In other business at the December 30 meeting, the commissioners met with James and Elizabeth Martin of Evergreen Systems & Technology, LLC on volume licensing of computer programs installed on the computers used by the county employees. They explained this would simplify the programming of the computers and increase their compatibility with one another while at the same time reducing the cost to the county. The commissioners agreed to the proposal and told the Martins to come back with a price quote for the volume licensing.

The commissioners also opened the bids for chemical spraying to control noxious weeds in the county. They accepted the one from Tri-Me Spraying of Arriba for the 2014 spraying season.

Lincoln County Administrator Roxie Devers brought up the issue of the use of the county fairgrounds by the Lincoln County 4-H organization for shooting sports. Because it is a local club, she said it is not covered by the county’s insurance in case of an accident.

Devers pointed out the annual Summer Bible Camp also uses the fairgrounds for shooting sports, but it has its own insurance. County Attorney Stan Kimble agreed with Devers that 4-H is not covered by the county’s insurance and should be notified. 

Also during the meeting, the commissioners met with rancher Jay Jolly who expressed concerns about the official designation of floodplains in unincorporated areas of Lincoln County.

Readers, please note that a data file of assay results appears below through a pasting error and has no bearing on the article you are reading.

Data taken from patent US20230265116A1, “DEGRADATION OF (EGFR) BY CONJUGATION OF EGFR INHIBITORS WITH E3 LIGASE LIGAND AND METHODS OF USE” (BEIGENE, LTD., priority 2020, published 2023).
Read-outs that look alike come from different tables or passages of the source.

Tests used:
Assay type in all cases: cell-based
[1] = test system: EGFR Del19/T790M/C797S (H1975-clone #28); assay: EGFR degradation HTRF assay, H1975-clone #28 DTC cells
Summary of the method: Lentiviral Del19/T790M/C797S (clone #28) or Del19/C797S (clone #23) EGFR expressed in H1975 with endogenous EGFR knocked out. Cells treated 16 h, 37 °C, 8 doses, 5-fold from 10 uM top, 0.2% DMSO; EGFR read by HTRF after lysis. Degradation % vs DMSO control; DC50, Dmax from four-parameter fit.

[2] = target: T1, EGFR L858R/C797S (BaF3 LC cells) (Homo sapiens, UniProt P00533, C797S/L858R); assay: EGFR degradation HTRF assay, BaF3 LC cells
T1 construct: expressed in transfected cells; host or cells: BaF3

In response, Kimble said the county is required to map potential floodplain areas under a federal mandate whose deadline is the end of this month. Failure to comply would make the county ineligible for Federal Emergency Management Agency (FEMA) grants and other federal/state programs.

To fulfill that federal mandate, the commissioners have contracted with JR Engineering of Colorado Springs to complete a hydrology study for the southern part of Lincoln County. Its completion is necessary for the county to receive a FEMA grant that will help pay for the replacement of two bridges and other road repairs damaged by the September flooding.

Also at the December 30 meeting, the commissioners reviewed and approved the mill levy certifications of all the municipalities and districts in the county for 2014.